Which of course leads me to the other big question I get: “What do I get to eat?”
The trouble with that bowl was for me came down to that specific idea: Do I get to eat any of this. While on the surface, that bowl of rice sounded good – it would be dry and fight it’s way down. Once it got there, those Brussels sprouts and broccoli would be ready to make a whole lot of noise. Sure, I could eat it, but did I want to put up with all of that trouble?
Well, there is a list, but what is on that list and how the list is made is not how many think. It’s not a doctor’s list – It’s not even a list I made (kinda). It’s a list that Mr. Belly made. This is what is generally thought of as “Phase 3” – where you eat something, you see if it works, and if it does you can keep eating it. But that’s simplifying the process. In some cases (like the bacon and wine example) you know exactly when it goes in your mouth that you are in for trouble. Others, you won’t know for a while. Typically, if I am not ready for something – about 20 to 30 minutes later, I start getting stomach cramps. Sometimes it is just a little uncomfortable, and sometimes it shuts me down. If I am lucky, it will lead shortly to the famously coined “Rapid and Fluid Departure from Door #2” – because at least then, there is an end in site (not literally, because you’d have to be a yoga guru to bend down enough to watch it happen). Others get the “Reversal of Fortunes” in those cases. While I have had a couple of close calls, nothing has “Gone the wrong direction up a one-way street”. The less severe cases are the more uncomfortable, that standing around and hoping everything moves somewhere – which can take 20 -30 minutes to pass. When those times happen, I feel miserable for an hour or two, and want to just curl up into a ball and let it all go by — which is usually the time that the pup wants to jump up on the bed (and a few times to my agony, on top of Mr Belly) making the agony return quick.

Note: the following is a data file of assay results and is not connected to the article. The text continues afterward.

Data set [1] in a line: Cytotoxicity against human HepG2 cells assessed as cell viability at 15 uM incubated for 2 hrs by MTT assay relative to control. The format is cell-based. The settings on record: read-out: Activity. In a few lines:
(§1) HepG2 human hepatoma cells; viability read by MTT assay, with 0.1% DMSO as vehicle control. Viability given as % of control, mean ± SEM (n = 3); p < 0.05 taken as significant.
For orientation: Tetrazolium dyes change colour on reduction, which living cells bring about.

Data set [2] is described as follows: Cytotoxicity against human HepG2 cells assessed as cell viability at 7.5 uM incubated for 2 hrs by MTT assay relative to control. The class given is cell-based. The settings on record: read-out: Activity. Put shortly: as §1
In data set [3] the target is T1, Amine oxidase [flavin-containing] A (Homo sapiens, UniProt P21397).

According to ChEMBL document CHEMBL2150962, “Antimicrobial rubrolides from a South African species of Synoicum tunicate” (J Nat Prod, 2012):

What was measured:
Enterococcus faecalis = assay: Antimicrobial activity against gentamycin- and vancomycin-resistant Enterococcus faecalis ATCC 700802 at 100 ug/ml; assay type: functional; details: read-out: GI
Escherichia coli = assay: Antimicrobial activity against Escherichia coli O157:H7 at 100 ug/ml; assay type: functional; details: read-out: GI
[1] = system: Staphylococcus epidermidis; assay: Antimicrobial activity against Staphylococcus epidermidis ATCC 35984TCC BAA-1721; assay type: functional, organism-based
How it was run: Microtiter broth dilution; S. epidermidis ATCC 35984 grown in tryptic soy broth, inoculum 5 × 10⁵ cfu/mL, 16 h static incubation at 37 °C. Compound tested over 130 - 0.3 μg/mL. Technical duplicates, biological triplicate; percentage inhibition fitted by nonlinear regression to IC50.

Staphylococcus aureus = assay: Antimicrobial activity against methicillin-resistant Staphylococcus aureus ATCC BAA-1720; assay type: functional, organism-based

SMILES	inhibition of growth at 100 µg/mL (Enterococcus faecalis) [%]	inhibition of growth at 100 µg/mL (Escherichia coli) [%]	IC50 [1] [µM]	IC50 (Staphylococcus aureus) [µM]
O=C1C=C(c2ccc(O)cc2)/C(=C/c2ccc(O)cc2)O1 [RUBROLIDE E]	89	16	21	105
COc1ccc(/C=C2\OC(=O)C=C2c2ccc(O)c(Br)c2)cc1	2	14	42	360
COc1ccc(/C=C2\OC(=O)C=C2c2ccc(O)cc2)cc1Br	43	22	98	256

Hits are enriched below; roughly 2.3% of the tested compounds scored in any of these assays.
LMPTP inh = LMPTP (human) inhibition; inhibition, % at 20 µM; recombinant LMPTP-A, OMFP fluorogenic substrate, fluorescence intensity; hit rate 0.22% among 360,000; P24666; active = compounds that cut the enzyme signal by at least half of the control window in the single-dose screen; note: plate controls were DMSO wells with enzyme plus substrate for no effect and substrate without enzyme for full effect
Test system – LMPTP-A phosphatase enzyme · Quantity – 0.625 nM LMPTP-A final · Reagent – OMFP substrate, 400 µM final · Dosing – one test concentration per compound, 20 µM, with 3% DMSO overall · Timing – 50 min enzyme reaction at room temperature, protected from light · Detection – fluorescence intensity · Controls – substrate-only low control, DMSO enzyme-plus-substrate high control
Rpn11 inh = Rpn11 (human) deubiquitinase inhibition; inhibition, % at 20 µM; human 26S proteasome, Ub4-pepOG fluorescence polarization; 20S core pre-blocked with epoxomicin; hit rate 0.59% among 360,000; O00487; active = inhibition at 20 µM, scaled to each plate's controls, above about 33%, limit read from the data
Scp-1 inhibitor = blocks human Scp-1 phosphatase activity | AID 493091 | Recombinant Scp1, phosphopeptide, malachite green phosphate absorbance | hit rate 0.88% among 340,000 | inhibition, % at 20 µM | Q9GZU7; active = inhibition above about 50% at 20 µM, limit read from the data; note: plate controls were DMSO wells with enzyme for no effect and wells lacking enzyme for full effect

Honestly, I am probably rushing the road to Phase 3. It’s meant for those who are not looking for the aggressive weight-loss anymore, to allow the freedom to the patient to experience life. Yes I have had good success so far with weightloss, but I am far from a health long-term weight, and we all know it is easier to lose weight at the start than the finish. In truth, I allowed myself to think Phase 3 because the main excuse is that I need to change the way I approach weightloss based on the tools I have in front of me. Being overweight, and trying to lose weight, was always a battle of my mind over my body. I go through swings because of emotional needs to eat or emotional needs to not feel bad.
Emotions controlled when I ate. Emotions controlled how much I ate.
It used to be my subconscious allowed me to have that second soft taco because I liked the way it made me felt afterwords.
My emotions still control my need to eat – but guess what, Mr. Belly get’s to have a vote now too. Mr. Belly says: “Oh you want that second soft taco? Well okay, just schedule some time on the toilet for a while later on.”
Okay, that conversation doesn’t go on, but that does play into my decision making – consciously and subconsciously. That bowl I ate, it remains half eaten in my hotel room – ready for when I am hungry later on .. if I want it. The old me would have scarfed it in one sitting, even if I knew it was too much. If I had left overs like that, it would have called my name by now, begging me to open it up and finish it. And while the ‘trouble’I thought was going to have isn’t happening, that’s okay – I’m not hungry, not wanting to eat, and all that trouble is left for later.